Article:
Ch. 17 Sentence 1
Beck The best leaders the people barely know. The next best they love and praise. The next they fear. And the next they hate.
Blackney As for him who is highest, The people just know he is there. His deputy's cherished and praised; Of the third, they are frightened; The fourth, they despise and revile.
Bynner A leader is best When the people barely know that he exists, Not so good when people obey and acclaim him, Worst when they despise him.
Byrn The best leaders are those the people hardly know exist. The next best is a leader who is loved and praised. Next comes the one who is feared. The worst one is the leader that is despised.
Chan The best (rulers) are those whose existence is (merely) known by the people. The next best are those who are loved and praised. The next are those who are feared. And the next are those who are despised.
Cleary Very great leaders in their domains are only known to exist. Those next best are loved and praised. The lesser are feared and despised.
Crowley In the Age of Gold, the people were not conscious of their rulers; in the Age of Silver, they loved them, with songs; In the Age of Brass, they feared them; in the Age of Iron, they despised them.
Hansen The best hierarchy is one those below realize is there. Next to that is one that you feel kin to and extol. Next to that is one you dread. Next to that is one you contemn.
LaFargue The greatest ruler: those under him only know he exists the next best kind: they love and praise him the next: they are in awe of him the next: they despise him.
Legge In the highest antiquity, (the people) did not know that there were (their rulers). In the next age they loved them and praised them. In the next they feared them; in the next they despised them.
Lindauer The very highest, little knowledge is present of it That next is attached to yet praised That next is respected That next is despised.
LinYutan The people (only) know that they exist; The next best the love and praise; The next they fear; And the next they revile.
Mabry The best leader is one that the people are barely aware of. The next best is one who is loved and praised by the people. Next comes one who is feared. Worst is one who is despised.
McDonald Of the best the people hardly ever know they exist; The next best they flock to and praise for nothing. The next they shrink from; the next get reviled.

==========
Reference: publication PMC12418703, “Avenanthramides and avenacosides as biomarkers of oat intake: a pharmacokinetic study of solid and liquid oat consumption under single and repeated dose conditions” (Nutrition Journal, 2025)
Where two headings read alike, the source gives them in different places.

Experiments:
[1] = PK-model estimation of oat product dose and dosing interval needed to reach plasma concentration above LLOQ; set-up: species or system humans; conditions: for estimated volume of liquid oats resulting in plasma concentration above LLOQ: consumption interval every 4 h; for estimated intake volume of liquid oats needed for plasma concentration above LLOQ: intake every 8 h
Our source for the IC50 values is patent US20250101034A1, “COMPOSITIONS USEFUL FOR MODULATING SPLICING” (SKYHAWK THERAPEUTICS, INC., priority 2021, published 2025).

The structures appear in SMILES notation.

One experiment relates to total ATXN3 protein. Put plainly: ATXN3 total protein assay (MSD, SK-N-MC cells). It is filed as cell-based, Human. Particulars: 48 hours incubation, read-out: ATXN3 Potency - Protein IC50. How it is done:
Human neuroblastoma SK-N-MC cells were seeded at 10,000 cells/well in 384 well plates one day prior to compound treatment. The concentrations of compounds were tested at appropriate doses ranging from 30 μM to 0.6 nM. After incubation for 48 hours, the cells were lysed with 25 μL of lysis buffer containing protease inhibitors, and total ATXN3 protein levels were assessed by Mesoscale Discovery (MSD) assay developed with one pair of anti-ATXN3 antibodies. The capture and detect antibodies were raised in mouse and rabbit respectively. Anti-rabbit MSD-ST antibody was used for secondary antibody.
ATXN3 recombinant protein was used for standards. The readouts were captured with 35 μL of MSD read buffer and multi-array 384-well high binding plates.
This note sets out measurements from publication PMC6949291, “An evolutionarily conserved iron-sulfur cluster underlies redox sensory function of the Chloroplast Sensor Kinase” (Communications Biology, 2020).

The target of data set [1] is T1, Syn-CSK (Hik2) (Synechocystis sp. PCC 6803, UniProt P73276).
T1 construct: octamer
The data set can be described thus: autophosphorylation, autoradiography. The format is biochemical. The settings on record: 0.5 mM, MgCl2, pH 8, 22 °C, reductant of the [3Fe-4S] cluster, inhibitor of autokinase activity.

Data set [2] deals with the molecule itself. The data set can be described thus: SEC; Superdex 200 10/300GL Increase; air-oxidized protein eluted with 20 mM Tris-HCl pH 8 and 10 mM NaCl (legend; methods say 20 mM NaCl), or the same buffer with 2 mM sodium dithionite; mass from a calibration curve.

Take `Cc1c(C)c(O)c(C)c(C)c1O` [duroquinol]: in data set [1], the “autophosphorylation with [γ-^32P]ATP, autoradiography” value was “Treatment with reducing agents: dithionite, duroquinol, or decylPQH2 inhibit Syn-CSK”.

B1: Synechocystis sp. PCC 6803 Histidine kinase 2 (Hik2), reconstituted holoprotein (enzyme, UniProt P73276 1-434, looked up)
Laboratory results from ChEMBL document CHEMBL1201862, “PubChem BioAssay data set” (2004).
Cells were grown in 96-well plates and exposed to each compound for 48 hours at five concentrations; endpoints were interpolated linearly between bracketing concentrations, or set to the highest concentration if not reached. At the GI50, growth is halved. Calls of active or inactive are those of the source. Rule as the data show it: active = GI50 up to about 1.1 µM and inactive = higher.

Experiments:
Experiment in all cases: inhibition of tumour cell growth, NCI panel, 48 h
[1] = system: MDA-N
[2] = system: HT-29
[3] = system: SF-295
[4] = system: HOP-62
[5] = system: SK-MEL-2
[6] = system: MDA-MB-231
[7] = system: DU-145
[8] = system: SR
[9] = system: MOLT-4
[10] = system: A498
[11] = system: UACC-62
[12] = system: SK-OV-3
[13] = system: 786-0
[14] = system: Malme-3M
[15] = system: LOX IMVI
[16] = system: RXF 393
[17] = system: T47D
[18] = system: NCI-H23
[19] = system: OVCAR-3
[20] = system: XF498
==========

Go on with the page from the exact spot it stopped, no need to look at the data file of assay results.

Merel The best rulers are scarcely known by their subjects; The next best are loved and praised; The next are feared; The next despised:
Mitchell When the Master governs, the people are hardly aware that he exists. Next best is a leader who is loved. Next, one who is feared. The worst is one who is despised.
Muller From great antiquity forth they have known and possessed it. Those of the next level loved and praised it. The next were in awe of it. And the next despised it.
Red Pine During the High Ages people knew they were there then people loved and praised them then they feared them finally they despised them
Ta-Kao The great rulers - the people do not notice their existence; The lesser ones - they attach to and praise them; The still lesser ones - they fear them; The still lesser ones - they despise them.
Walker The best leader is one whose existence is barely known. Next best is one who is lived and praised. Next is one who is feared. Worst of all is a leader who is despised.
Wieger In the early days (when, in human affairs, everything still conformed to the action of the Principle), subjects scarcely knew that they had a prince (so discreet was the action of the latter). After this the people loved and flattered their prince (because of his good deeds), but later on, they feared him (because of his laws), and scorned him (because of his unjust acts).
World The best leaders are in harmony with their followers. The next best are those who are respected. Then comes those who are feared. The worst are those who are despised.
Wu The highest type of ruler is one of whose existence the people are barely aware. Next comes one whom they love and praise. Next comes one whom they fear. Next comes one whom they despise and defy.

Ch. 17 Sentence 2
Beck Those who lack trust will not be trusted. Then they resort to promises.
Blackney If you trust people less than enough, Some of them never trust you.
Bynner 'Fail to honour people, They fail to honour you;'
Byrn If you don't trust the people, they will become untrustworthy.
Chan It is only when one does not have enough faith in others that others will have no faith in him.
Cleary Therefore when faith is insufficient and there is disbelief,
Crowley As the rulers lost Confidence, so also did the people lose confidence in them.
Hansen When reliability is inadequate in it There will be unreliability in it.
LaFargue When sincerity does not suffice it was not sincerity.
Legge Thus it was that when faith (in the Tao) was deficient (in the rulers) a want of faith in them ensued (in the people).